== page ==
Has the latest Google Penguin Update Affected Your Site?

seo update stock image

This article was originally published on the TrainSEM blog on 15/5/2012

In April 2012 two major updates came out, another Panda Update on the 24th and a few Penguins throughout April. Each of these updates have hit people who were not expecting them, though many people are starting to expect to be hit with each update, even though they don’t think they deserve to be hit.

How do you know if you were hit?

The first place you should check is your Webmaster Central and see if you were given a notification.

If you haven’t got a message in there, then the best way to tell is to log in to Google Analytics and compare how many daily visits you were getting leading up to April 24th and how many daily visits you got afterwards. Keep in mind that when these updates are implemented they may take a few days to completely set in, but if you have noticed a significant drop since then, you have probably been hit. If you have actually been boosted significantly since then, then maybe a competitor got hit and now you are getting their usual traffic instead. Hopefully, it is the latter.

A lot has been said about the new updates across the web already.

One topic that I haven’t noticed anyone bring up so far is legitimate uses of hidden text. Whenever I see an update that mentions hidden text I am amazed that hidden text is even a technique people use anymore. I also imagined it would have been made ineffective long ago, so any more changes regarding it seemed excessive or a bit late.

Some legitimate forums actually use hidden text in a legitimate manner that is used innocently without any hidden SEO agenda. It is sometimes used to hide “Spoilers” when discussing movies, TV shows or games. Some forums force you to use these techniques to avoid spoiling narrative events and may punish a user if they do not warn people about a spoiler.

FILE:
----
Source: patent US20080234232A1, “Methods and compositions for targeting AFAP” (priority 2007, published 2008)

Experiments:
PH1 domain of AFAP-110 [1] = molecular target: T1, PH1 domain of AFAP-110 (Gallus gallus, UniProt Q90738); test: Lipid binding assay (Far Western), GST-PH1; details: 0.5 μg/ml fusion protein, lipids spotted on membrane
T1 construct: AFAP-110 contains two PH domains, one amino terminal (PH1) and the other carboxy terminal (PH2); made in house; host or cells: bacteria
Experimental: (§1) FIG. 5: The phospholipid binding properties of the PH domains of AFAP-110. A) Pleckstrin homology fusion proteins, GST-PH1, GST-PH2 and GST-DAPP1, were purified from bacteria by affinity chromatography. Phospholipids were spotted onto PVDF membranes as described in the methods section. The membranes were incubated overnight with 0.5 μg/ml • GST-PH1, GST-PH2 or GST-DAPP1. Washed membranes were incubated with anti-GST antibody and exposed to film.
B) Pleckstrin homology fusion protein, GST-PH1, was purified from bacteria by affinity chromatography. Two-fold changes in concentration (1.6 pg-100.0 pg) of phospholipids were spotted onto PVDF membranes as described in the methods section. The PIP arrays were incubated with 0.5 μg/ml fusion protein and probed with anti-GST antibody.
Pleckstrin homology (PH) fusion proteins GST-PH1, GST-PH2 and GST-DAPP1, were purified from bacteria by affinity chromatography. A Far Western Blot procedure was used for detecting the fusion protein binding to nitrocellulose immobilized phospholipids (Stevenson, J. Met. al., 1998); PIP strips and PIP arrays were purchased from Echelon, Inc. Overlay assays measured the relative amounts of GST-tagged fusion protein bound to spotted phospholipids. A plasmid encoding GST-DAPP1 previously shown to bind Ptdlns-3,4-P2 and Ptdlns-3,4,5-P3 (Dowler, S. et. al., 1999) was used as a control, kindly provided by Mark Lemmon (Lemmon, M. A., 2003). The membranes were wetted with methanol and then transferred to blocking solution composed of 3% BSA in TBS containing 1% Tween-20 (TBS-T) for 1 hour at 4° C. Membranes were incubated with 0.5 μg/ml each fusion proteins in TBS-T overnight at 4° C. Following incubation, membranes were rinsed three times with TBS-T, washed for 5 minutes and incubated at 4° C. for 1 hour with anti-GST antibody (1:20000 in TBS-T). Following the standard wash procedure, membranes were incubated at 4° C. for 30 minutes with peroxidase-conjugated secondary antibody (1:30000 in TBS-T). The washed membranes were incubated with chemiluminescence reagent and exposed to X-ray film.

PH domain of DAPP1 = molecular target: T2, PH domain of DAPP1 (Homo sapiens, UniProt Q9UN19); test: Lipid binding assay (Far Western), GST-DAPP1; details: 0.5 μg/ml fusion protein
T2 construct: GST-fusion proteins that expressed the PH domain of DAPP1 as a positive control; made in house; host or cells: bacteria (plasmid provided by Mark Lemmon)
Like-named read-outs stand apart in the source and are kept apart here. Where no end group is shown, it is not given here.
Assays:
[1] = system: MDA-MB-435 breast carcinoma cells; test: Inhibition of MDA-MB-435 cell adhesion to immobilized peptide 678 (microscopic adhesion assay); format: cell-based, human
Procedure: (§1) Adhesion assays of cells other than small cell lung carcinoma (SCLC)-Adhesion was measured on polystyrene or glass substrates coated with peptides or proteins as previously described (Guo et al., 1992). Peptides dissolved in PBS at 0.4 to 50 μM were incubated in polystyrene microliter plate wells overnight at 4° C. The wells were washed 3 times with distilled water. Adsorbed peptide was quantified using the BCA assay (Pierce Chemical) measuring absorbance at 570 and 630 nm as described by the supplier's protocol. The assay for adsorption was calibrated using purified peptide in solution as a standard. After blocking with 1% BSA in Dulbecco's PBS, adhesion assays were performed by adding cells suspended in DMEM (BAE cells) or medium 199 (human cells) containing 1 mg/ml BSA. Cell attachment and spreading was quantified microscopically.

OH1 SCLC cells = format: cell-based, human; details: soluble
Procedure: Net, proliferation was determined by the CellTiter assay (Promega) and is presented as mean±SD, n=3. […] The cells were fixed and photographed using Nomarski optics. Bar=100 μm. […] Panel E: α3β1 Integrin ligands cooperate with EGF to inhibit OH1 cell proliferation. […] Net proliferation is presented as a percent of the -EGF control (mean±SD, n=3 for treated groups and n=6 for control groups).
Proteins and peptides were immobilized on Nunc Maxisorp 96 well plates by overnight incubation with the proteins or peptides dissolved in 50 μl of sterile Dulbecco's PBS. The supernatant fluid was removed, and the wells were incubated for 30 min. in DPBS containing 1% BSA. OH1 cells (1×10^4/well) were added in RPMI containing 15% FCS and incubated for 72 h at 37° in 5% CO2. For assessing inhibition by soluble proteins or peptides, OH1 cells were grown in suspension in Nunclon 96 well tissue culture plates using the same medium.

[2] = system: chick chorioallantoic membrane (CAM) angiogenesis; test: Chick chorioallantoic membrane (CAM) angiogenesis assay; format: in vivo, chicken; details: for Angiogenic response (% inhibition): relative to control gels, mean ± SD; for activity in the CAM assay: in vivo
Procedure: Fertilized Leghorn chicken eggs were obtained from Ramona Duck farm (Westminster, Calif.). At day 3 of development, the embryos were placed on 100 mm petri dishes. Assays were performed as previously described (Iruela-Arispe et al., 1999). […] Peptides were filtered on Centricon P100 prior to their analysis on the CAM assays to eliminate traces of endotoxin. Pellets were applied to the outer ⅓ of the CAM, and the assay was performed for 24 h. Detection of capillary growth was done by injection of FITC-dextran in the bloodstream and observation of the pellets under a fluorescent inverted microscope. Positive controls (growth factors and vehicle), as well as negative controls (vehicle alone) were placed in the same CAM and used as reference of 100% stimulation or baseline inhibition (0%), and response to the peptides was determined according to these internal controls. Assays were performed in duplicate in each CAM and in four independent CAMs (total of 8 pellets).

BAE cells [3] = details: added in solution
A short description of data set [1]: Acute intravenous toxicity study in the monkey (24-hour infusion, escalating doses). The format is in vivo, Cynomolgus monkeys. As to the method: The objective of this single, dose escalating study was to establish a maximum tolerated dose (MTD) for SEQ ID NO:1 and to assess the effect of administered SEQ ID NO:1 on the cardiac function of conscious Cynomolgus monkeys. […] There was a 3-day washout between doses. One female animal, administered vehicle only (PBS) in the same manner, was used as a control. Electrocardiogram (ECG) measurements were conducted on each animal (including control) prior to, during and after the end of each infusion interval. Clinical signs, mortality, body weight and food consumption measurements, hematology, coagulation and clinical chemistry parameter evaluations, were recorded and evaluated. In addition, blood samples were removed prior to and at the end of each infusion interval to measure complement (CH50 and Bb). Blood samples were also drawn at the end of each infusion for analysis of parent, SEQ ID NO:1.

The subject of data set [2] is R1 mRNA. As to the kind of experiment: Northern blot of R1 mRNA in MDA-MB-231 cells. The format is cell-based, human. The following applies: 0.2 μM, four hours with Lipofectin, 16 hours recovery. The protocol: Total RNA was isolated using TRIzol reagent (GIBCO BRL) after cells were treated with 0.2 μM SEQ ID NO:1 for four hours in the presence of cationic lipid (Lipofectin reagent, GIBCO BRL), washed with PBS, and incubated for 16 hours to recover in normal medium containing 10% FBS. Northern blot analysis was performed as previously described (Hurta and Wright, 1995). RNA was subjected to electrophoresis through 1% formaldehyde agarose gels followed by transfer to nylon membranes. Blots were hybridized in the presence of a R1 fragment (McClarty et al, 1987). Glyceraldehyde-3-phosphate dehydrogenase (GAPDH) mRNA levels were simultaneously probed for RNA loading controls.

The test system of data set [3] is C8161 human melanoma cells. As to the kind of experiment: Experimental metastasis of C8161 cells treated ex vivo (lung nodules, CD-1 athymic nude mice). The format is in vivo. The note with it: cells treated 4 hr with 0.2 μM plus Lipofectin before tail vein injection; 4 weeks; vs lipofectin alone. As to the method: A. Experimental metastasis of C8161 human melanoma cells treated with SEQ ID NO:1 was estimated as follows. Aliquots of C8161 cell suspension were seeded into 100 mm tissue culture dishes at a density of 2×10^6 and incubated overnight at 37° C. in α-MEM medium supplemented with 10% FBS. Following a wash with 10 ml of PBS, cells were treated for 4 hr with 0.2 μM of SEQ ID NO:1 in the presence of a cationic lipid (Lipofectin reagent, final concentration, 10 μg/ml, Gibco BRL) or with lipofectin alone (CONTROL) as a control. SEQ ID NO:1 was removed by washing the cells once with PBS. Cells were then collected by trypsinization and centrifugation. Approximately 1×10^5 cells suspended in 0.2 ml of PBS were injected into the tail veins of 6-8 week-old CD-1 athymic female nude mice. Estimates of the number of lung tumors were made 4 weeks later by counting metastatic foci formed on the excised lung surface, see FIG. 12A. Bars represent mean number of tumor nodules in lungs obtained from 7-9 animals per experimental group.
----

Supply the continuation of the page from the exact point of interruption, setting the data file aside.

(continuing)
The example site is now defunct

On this forum, people use a quote box with white text so the text is totally invisible unless a reader highlights the text with their mouse. There are also instances where people just change the colour of the font to something similar to the background and always mention *Spoiler* before the text. In the past, people would do this on their actual web pages and it was called “Colour matching”.

Having done some research into hidden text on forums, I could not find much discussion about it except for several people admitting to having used hidden text on their own e-commerce websites on some SEO forums and then a discussion regarding it. The advice these people give is that any hidden text is likely to be seen as bad by Google. Anything that the user cannot see can still be seen by Google’s spiders and colour matching is a dead giveaway.

There are other types of hidden text, such as hiding the text outside the usual bounds of the computer screen, the “above the fold” update from a few months ago probably would have sorted out users who relied on this technique though. Another example of hidden text includes hiding text behind images, which Google can recognise.

The Penguin update also has a strong focus on keyword stuffing, which often goes hand in hand with hidden text, if you have been doing either of these things, now is the time to time to go back and manually fix it all. Even if you haven’t been hit yet you should really do this because eventually Google will find you and punish you.

To manually fix this, you may choose to start with your oldest or newest pages and work through them all in order to cut down on anything that Google will frown upon. It might take a while but it is worth it. There isn’t much point of having a website and continuing to update it if Google won’t let anyone find it.